A simple food preservative may help some schizophrenia patients
Friday, February 16, 2018
Schizophrenia can affect all aspects of a person — thinking, feeling and behaving — and is associated with tremendous personal suffering, disability, family burden, premature death and societal cost. Getting people into treatment quickly is important for recovery.
Randomized trials have shown that intervention close to psychosis onset improves symptoms and functioning more than traditional care and can reduce hospital admission. These studies also show that inclusion of psychological interventions as part of early intervention may improve outcomes, and a comprehensive treatment plan may benefit individuals with established psychosis.
In the early 1990s, a new class of drugs, atypical antipsychotics, was developed to treat the psychotic symptoms of schizophrenia. These drugs were proven as effective as earlier generation typical antipsychotics but with far fewer extrapyramidal side effects. Clozaril (clozapine), the gold standard medication for treatment-resistant schizophrenia, was the first atypical antipsychotic to receive FDA approval in 1990 and remains a mainstay of care.
However, about 40 percent of patients treated with clozapine do not show an adequate response — at least a 20 percent reduction in their Positive and Negative Syndrome Score (PANSS) or similar assessment. Given that 1 in 3 people with psychosis fails to respond to initial antipsychotic therapies before being prescribed clozapine, this means that 1 in 8 psychosis patients will have a refractory illness that will fail to respond to first-line treatments and clozapine.
A randomized, double-blind, placebo-controlled study showed that the common food preservative sodium benzoate — which has been shown to enhance other antipsychotic drugs — improves symptoms in clozapine-resistant schizophrenia patients, providing a new option for the hardest-to-treat patients. Sodium benzoate works by preventing the breakdown of D-serine, a brain chemical that plays an important role in signaling that is disrupted in the brains of people with schizophrenia.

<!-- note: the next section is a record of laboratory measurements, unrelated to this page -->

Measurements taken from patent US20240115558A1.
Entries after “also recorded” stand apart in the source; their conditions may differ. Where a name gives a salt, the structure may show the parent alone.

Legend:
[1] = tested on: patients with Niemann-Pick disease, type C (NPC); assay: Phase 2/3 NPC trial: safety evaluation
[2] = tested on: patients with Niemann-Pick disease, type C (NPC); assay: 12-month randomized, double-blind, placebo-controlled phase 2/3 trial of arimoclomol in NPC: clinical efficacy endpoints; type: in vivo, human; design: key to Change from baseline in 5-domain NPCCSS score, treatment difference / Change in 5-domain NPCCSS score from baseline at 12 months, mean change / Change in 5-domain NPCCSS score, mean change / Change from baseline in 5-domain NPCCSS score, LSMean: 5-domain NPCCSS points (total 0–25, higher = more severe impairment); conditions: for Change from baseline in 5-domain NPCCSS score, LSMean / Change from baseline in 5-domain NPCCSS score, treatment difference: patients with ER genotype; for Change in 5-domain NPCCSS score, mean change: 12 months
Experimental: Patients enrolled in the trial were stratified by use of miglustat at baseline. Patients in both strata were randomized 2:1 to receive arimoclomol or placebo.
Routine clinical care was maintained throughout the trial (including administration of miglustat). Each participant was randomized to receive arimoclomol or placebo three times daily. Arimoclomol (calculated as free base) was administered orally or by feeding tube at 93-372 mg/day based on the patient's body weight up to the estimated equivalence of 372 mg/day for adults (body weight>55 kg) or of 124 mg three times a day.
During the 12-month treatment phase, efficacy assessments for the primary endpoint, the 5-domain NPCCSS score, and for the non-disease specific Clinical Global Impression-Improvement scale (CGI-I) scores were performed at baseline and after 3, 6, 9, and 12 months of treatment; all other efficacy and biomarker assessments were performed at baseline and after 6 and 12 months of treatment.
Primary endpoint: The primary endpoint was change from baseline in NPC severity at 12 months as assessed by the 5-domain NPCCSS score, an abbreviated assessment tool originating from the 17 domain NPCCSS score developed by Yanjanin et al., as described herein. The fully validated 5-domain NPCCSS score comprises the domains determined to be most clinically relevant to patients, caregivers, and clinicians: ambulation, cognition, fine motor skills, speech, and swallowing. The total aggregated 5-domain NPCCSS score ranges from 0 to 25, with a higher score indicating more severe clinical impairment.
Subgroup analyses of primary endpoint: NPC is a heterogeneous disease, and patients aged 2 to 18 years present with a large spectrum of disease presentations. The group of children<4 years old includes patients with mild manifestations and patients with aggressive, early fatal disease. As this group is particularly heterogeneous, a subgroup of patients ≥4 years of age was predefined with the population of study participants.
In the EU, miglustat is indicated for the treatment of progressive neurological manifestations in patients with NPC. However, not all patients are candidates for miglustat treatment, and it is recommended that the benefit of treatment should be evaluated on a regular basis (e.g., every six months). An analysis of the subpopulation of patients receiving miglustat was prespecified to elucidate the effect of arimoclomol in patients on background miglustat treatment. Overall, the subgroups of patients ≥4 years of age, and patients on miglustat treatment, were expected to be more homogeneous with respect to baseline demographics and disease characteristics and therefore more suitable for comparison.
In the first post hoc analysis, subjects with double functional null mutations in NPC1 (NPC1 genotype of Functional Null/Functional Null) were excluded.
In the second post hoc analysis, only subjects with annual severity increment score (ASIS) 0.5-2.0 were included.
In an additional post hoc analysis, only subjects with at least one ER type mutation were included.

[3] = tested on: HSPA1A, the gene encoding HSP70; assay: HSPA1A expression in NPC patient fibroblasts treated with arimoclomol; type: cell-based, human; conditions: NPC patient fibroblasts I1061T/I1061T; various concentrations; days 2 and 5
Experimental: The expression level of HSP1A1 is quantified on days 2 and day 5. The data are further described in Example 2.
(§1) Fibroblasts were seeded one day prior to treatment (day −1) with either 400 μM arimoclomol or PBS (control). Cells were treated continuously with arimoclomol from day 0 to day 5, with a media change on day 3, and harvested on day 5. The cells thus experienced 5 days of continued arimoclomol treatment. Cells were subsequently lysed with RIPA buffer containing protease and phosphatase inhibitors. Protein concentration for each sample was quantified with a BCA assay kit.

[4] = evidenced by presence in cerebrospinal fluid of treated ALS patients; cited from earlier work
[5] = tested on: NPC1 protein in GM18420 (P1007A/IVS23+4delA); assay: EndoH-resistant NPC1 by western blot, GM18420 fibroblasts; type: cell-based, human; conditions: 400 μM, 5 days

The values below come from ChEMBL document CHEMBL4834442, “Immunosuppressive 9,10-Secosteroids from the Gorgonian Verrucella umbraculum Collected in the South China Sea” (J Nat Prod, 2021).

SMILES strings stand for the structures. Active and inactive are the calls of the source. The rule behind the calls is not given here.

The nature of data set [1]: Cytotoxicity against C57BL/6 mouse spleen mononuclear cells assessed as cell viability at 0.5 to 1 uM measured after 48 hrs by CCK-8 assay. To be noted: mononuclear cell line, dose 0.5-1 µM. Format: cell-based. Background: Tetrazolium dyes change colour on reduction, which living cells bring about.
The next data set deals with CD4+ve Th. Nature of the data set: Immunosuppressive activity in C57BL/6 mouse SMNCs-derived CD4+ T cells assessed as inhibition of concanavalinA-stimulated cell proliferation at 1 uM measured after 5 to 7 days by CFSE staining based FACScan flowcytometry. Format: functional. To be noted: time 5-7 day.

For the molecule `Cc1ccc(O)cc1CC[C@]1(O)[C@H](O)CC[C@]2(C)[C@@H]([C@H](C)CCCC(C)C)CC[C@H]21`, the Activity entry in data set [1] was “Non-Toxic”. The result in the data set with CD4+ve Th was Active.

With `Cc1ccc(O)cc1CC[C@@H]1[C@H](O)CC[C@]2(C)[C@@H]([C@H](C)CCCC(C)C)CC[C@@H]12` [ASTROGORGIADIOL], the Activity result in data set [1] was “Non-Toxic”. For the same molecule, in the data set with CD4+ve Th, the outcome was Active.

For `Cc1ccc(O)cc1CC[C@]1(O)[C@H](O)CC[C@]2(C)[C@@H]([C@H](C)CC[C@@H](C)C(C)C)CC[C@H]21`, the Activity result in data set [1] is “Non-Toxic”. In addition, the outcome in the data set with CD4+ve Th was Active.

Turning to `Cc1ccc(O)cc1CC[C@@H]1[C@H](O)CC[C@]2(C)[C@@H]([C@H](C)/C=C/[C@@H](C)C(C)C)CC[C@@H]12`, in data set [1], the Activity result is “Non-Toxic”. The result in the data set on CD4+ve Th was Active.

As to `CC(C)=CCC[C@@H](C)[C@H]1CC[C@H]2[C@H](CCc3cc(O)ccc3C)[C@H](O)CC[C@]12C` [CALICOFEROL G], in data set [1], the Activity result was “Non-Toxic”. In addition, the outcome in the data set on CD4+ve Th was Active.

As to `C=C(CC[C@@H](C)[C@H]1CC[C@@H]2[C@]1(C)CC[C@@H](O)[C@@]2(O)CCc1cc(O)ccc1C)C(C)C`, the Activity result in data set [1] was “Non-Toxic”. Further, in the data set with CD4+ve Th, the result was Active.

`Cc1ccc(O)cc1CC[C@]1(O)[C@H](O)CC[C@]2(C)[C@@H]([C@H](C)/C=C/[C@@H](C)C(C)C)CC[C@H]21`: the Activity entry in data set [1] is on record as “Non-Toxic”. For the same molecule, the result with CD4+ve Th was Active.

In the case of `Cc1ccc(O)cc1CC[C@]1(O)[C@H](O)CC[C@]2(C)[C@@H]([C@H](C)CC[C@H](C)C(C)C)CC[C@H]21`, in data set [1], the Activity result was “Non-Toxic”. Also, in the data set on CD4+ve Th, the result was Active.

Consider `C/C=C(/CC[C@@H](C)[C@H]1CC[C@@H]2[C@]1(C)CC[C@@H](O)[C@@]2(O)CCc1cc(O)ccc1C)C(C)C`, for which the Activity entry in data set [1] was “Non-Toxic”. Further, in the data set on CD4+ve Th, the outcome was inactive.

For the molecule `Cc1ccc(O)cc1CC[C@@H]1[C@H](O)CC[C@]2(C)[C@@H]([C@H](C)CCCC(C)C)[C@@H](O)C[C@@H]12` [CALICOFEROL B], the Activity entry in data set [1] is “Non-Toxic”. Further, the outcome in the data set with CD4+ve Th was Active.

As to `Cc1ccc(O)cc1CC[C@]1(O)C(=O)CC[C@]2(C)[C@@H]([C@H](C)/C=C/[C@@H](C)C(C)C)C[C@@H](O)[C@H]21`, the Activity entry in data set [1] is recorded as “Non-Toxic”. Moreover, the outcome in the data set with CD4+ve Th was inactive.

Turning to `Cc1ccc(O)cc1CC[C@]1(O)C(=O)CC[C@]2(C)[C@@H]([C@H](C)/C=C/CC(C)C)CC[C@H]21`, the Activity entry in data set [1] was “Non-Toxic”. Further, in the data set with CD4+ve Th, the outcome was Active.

In this new study, 60 schizophrenia inpatients who had been stabilized with clozapine were allocated into three groups for six weeks of add-on treatment of 1 g/day sodium benzoate, 2 g/day sodium benzoate or placebo. The primary outcome measures were PANSS total score, Scale for the Assessment of Negative Symptoms, Quality of Life Scale, and Global Assessment of Functioning. Side effects and cognitive functions were also measured.
Both doses of sodium benzoate produced better improvement than placebo in the Scale for the Assessment of Negative Symptoms. The 2 g/day sodium benzoate also produced better improvement than placebo in PANSS-total score, PANSS-positive score and Quality of Life Scale. The changes of catalase, an antioxidant, were different among the three groups and correlated with the improvement of PANSS-total score and PANSS-positive score in the sodium benzoate group.
Although sodium benzoate has improved cognitive function when combined with other antipsychotics in previous studies, the add-on treatment had no influence on cognitive function in this study. According to lead researcher Hsien-Yuan Lane, M.D., Ph.D., of China Medical University, Taiwan, a higher dose or longer duration of treatment may be needed for these effects.
Importantly, the patients taking sodium benzoate had no side effects, which confirms that the treatment is safe to use at the doses tested. Lane stressed that further studies are needed to identify the optimal dose and treatment duration as well as the mechanisms of sodium benzoate for clozapine-resistant schizophrenia.
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